Collectors for the Paralympic Games carried donation buckets ahead of the recent Santa parade in Auckland, asking for gold coin donations. Onlookers shrugged them off: “Sorry, no cash on me!”
To the rescue, a charity volunteer waved a contactless “tap-and-go” machine that could connect straight to users’ bank accounts. But only a few people reached for their wallets to pull out their cards.
This anecdote reflects a global trend. As the Salvation Army reports, the usual American holiday fundraising drive has struggled in 2020, with 50% fewer donations than last year.
Cash is changing hands less frequently than ever before. In the US, it accounted for 30% of retail purchases in 2020, down from 40% in 2009. In the UK, the change has been even more rapid: only 23% of payments are made in cash, down from 60% in 2009.
We may be becoming a cashless society, but our research shows people are also less receptive to using contactless technology when casually solicited by charities. What happens when your traditional business model relies on bills and coins?
Cash is running out
Cheques and bank cards have been around for decades, but financial technology (fintech) innovations have increased exponentially in recent years. From tap-and-go card readers at retail sites and e-banking apps on smart phones, to peer-to-peer payment apps such as Venmo and PayPal that allow one-touch cashless money transfers, it’s a digital consumer world.
Read more: Brand activism is moving up the supply chain — corporate accountability or commercial censorship?
COVID-19 has further fuelled the cashless revolution. In the early days of the pandemic, the World Health Organization had to deny reports that cash was spreading the coronavirus, but advised people to wash their hands after touching real money. Digital finance and fintech apps saw a 24-32% boost in daily download rates as the pandemic surged.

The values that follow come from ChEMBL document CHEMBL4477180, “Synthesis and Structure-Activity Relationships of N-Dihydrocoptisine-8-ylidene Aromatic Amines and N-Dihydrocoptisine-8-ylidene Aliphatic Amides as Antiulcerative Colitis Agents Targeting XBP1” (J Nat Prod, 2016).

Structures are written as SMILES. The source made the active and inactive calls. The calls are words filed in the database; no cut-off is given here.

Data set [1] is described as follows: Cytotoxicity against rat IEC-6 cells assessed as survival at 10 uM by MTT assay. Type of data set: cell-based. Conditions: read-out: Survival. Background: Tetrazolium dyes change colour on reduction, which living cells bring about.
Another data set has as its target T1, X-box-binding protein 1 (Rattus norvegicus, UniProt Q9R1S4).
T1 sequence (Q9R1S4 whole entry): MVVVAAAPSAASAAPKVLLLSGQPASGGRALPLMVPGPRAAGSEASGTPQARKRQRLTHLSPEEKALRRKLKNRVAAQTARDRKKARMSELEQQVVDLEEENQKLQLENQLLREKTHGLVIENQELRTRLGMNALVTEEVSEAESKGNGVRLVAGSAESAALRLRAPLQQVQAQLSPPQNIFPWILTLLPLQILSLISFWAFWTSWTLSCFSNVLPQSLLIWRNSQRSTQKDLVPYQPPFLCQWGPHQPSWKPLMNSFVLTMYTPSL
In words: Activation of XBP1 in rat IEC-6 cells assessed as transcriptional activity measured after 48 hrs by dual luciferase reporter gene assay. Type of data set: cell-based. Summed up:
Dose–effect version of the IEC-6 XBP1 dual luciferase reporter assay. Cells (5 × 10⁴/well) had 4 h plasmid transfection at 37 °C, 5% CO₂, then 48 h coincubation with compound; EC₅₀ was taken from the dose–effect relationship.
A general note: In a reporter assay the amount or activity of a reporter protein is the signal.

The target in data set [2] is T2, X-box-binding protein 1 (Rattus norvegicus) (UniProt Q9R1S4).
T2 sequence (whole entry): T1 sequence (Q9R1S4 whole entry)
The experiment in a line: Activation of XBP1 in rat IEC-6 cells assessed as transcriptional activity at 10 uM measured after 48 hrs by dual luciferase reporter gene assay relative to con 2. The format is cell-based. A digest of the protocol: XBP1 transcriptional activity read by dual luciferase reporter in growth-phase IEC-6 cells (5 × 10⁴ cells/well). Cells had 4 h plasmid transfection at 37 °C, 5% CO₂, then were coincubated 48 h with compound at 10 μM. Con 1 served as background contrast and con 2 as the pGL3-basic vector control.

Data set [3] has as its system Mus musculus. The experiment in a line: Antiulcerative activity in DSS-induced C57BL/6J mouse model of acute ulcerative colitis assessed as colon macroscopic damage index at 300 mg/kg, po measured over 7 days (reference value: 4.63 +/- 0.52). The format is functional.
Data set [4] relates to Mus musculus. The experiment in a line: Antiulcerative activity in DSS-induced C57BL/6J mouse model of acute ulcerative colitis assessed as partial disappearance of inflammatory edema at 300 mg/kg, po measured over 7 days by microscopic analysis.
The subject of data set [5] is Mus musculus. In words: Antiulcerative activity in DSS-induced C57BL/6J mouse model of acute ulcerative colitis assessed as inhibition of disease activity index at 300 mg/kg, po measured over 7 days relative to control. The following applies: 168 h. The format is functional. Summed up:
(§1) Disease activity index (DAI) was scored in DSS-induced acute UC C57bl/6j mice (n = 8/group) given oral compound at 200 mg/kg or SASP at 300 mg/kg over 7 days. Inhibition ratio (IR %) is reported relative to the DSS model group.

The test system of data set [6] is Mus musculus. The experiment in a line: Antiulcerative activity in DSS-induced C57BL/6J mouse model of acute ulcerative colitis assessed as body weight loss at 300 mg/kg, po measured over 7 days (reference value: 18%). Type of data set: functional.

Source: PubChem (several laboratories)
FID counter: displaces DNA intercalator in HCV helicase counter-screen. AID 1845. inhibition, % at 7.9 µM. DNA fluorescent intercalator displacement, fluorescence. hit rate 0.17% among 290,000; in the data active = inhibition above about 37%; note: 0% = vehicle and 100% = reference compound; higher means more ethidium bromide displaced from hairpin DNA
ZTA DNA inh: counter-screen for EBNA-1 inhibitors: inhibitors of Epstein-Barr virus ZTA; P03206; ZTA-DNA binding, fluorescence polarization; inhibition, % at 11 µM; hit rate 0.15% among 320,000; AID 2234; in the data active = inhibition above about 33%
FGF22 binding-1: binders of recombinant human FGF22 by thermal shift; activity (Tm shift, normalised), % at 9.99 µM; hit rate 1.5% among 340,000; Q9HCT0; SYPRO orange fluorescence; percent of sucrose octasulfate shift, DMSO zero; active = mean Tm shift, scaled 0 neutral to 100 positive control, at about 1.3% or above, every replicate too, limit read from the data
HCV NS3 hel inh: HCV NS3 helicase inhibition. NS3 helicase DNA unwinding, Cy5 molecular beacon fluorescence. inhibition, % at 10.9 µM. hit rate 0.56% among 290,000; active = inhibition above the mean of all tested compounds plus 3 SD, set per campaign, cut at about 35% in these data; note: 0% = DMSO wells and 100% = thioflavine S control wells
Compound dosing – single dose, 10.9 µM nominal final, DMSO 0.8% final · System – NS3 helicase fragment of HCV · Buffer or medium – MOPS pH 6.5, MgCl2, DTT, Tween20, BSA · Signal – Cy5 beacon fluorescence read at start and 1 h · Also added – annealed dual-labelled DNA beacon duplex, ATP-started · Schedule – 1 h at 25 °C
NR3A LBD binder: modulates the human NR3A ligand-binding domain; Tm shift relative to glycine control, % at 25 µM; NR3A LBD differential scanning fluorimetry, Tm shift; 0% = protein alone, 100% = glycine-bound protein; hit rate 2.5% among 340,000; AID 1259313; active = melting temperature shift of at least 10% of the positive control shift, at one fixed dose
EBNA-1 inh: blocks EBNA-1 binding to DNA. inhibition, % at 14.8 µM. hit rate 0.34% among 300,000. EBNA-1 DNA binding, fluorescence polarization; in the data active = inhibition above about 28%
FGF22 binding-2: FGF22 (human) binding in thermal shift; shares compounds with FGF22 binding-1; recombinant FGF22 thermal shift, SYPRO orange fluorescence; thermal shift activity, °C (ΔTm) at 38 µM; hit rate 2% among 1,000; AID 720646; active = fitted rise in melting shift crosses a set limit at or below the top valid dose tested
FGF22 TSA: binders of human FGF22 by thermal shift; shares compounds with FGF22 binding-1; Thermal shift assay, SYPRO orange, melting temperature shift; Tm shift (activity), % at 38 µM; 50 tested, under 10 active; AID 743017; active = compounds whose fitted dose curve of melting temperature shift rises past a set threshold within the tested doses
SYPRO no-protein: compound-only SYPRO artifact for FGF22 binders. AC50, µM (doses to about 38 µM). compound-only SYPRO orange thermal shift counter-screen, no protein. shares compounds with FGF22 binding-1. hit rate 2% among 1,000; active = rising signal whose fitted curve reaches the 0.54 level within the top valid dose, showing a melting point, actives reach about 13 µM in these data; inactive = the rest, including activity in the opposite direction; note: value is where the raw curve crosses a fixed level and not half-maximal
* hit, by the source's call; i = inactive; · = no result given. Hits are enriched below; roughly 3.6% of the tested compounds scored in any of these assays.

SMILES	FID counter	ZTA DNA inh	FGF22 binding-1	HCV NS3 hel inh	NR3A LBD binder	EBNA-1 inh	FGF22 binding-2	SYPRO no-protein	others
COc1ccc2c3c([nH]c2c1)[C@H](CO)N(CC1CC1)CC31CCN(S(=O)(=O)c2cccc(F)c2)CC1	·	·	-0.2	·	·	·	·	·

The declining velocity of cash transactions even led to the US Federal Reserve rationing certain denominations in mid-2020, telling commercial banks it was running out of spare change. Cash withdrawals fell precipitously in the UK, with 40% fewer people withdrawing money from ATMs than in 2019.
By November, “contactless preferred” signs had become the new norm for consumers.
Overcoming consumer resistance
While retailers and online merchants have benefited from cashless payment options, donation-seekers are left rattling an empty cup.
Aside from people carrying less cash, our research suggests another major reason is that people simply don’t expect to see beggars or buskers with a swipe machine, or a QR code or Venmo symbol on their signs.
We tested this using simple measures of reaction time. People responded faster to cashless options in retail settings or with institutional charities, but took the longest to respond in casual situations, such as street appeals or requests for cash outside malls and shops.
Read more: Woke washing: what happens when marketing communications don’t match corporate practice
This makes sense: it feels relatively normal at a formal charity gala, for instance, to use cashless payment methods. For casual fundraisers and the needy, however, it is a major obstacle.
Unlike other kinds of charitable donation, giving to the homeless and needy is almost exclusively impulsive. People typically donate spare change if and when they have it. It’s hardly surprising, then, that beggars and panhandlers have been seeing less spare change since 2015.
A question of trust
However, there are initiatives aimed at helping donation-seekers adapt to the new normal. Salvation Army bell ringers in the US now accept Apple Pay and Google Pay, while some buskers list their Venmo handles on their instrument cases.
In China, WeChat QR codes are distributed to the homeless to allow mobile donations. And in California, 32% of homeless people have been gifted smart phones from social programs to help them access social and governmental services.
Read more: NZ businesses are still including potentially unfair terms in their general contracts — consumers deserve better
Dipjar is a one-swipe credit card machine that bundles transactions for non-profit organisations. And The Busking Project offers a peer-to-peer payment app that allows fans to connect to street performers and make in-app donations.
Yet scepticism and prejudice tend to greet old-fashioned donation-seekers using modern payment methods. There is an element of trust involved in swiping a credit card, and our research suggests these solutions will have limited practical effect for the foreseeable future.
We need to remember, of course, that consumer acceptance of credit, swipe and other non-cash payment methods has evolved over 50 years. The next time a worthy group or needy individual asks for your help and presents a swipe machine or an app, your response will help determine the pace of this next evolutionary step.